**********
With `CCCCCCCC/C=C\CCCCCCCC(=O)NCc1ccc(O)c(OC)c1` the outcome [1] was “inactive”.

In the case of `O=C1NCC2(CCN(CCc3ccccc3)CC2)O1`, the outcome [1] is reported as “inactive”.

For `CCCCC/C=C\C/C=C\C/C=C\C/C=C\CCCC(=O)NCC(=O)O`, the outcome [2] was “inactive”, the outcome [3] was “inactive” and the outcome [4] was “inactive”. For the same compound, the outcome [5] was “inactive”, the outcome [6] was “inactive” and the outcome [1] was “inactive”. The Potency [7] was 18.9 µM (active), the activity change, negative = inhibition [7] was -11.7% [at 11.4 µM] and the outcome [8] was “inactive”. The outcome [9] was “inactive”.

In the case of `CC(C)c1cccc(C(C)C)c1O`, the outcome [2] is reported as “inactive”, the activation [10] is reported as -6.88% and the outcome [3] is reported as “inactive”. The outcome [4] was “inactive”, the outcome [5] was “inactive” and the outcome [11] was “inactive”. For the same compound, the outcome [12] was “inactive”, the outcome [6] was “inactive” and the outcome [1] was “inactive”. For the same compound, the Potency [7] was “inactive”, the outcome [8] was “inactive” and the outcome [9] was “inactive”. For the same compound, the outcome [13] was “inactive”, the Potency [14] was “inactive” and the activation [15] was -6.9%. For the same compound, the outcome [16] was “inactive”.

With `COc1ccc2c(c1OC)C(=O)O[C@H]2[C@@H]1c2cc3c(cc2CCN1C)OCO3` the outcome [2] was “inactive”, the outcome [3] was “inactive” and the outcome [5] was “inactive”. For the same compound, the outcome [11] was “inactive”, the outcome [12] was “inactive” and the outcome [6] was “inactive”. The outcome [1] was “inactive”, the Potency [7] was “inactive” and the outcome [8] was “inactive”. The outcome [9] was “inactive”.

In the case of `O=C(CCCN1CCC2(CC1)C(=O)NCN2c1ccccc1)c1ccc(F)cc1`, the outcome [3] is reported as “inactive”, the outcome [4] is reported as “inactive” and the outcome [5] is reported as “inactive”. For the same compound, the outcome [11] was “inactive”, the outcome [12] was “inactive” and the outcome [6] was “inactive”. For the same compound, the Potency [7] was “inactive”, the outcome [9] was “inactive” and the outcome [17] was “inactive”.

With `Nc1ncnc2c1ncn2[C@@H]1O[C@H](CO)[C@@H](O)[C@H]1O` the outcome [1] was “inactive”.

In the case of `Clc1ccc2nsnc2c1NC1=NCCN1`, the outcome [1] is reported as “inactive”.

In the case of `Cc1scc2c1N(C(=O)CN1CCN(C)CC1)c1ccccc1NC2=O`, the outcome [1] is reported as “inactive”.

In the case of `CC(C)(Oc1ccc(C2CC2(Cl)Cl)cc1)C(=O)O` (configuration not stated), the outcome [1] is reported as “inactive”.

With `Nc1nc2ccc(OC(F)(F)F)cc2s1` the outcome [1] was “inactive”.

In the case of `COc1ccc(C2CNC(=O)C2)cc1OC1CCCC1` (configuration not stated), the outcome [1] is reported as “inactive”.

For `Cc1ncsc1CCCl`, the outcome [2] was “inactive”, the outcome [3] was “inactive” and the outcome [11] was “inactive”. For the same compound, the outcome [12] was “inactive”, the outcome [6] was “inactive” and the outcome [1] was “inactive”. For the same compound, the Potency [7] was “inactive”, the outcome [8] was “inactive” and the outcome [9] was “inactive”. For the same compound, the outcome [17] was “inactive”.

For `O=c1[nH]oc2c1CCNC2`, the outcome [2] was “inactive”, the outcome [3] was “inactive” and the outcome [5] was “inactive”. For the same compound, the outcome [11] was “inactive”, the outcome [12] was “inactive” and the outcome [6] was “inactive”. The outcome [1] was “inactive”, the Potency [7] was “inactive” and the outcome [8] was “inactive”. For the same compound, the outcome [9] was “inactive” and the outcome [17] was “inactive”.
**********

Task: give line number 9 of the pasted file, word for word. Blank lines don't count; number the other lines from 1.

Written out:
In the case of `Cc1scc2c1N(C(=O)CN1CCN(C)CC1)c1ccccc1NC2=O`, the outcome [1] is reported as “inactive”.